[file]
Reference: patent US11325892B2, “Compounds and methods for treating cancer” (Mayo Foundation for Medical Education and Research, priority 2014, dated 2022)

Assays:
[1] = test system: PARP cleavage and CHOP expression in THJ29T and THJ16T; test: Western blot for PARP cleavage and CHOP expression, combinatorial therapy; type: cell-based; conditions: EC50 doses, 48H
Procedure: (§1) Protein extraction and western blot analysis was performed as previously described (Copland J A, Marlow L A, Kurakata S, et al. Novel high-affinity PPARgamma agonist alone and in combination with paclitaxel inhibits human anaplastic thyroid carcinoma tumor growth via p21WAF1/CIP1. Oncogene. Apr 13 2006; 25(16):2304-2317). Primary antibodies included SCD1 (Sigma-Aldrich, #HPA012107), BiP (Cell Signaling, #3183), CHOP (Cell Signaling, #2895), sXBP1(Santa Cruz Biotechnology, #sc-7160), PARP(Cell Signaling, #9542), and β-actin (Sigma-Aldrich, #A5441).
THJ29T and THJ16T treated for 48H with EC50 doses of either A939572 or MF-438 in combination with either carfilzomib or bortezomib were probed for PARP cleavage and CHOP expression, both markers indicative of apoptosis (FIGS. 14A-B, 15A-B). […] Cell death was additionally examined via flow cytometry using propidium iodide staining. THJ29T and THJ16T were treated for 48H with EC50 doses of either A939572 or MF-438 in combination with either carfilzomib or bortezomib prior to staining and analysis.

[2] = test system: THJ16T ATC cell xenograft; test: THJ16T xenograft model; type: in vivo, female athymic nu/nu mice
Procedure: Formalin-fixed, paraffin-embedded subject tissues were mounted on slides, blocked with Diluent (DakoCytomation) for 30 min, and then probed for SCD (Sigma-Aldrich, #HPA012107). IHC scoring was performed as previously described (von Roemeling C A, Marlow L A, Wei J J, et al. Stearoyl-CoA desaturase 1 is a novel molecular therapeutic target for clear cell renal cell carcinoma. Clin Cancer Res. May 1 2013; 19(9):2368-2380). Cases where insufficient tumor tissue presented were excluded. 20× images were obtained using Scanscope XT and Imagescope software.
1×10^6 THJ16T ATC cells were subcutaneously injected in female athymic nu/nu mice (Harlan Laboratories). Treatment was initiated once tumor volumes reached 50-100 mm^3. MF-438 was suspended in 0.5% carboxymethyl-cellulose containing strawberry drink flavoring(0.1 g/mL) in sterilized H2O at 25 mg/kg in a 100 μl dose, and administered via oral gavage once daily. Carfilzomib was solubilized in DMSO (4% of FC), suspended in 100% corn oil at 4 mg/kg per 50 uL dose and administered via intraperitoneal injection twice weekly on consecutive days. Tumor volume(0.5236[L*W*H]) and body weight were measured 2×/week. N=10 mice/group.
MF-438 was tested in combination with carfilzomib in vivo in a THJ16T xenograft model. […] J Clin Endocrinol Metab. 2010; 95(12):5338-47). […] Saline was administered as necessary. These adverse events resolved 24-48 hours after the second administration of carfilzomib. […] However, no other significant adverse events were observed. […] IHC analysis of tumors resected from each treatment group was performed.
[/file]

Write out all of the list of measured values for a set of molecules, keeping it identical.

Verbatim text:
Reference: patent US11325892B2, “Compounds and methods for treating cancer” (Mayo Foundation for Medical Education and Research, priority 2014, dated 2022)

Assays:
[1] = test system: PARP cleavage and CHOP expression in THJ29T and THJ16T; test: Western blot for PARP cleavage and CHOP expression, combinatorial therapy; type: cell-based; conditions: EC50 doses, 48H
Procedure: (§1) Protein extraction and western blot analysis was performed as previously described (Copland J A, Marlow L A, Kurakata S, et al. Novel high-affinity PPARgamma agonist alone and in combination with paclitaxel inhibits human anaplastic thyroid carcinoma tumor growth via p21WAF1/CIP1. Oncogene. Apr 13 2006; 25(16):2304-2317). Primary antibodies included SCD1 (Sigma-Aldrich, #HPA012107), BiP (Cell Signaling, #3183), CHOP (Cell Signaling, #2895), sXBP1(Santa Cruz Biotechnology, #sc-7160), PARP(Cell Signaling, #9542), and β-actin (Sigma-Aldrich, #A5441).
THJ29T and THJ16T treated for 48H with EC50 doses of either A939572 or MF-438 in combination with either carfilzomib or bortezomib were probed for PARP cleavage and CHOP expression, both markers indicative of apoptosis (FIGS. 14A-B, 15A-B). […] Cell death was additionally examined via flow cytometry using propidium iodide staining. THJ29T and THJ16T were treated for 48H with EC50 doses of either A939572 or MF-438 in combination with either carfilzomib or bortezomib prior to staining and analysis.

[2] = test system: THJ16T ATC cell xenograft; test: THJ16T xenograft model; type: in vivo, female athymic nu/nu mice
Procedure: Formalin-fixed, paraffin-embedded subject tissues were mounted on slides, blocked with Diluent (DakoCytomation) for 30 min, and then probed for SCD (Sigma-Aldrich, #HPA012107). IHC scoring was performed as previously described (von Roemeling C A, Marlow L A, Wei J J, et al. Stearoyl-CoA desaturase 1 is a novel molecular therapeutic target for clear cell renal cell carcinoma. Clin Cancer Res. May 1 2013; 19(9):2368-2380). Cases where insufficient tumor tissue presented were excluded. 20× images were obtained using Scanscope XT and Imagescope software.
1×10^6 THJ16T ATC cells were subcutaneously injected in female athymic nu/nu mice (Harlan Laboratories). Treatment was initiated once tumor volumes reached 50-100 mm^3. MF-438 was suspended in 0.5% carboxymethyl-cellulose containing strawberry drink flavoring(0.1 g/mL) in sterilized H2O at 25 mg/kg in a 100 μl dose, and administered via oral gavage once daily. Carfilzomib was solubilized in DMSO (4% of FC), suspended in 100% corn oil at 4 mg/kg per 50 uL dose and administered via intraperitoneal injection twice weekly on consecutive days. Tumor volume(0.5236[L*W*H]) and body weight were measured 2×/week. N=10 mice/group.
MF-438 was tested in combination with carfilzomib in vivo in a THJ16T xenograft model. […] J Clin Endocrinol Metab. 2010; 95(12):5338-47). […] Saline was administered as necessary. These adverse events resolved 24-48 hours after the second administration of carfilzomib. […] However, no other significant adverse events were observed. […] IHC analysis of tumors resected from each treatment group was performed.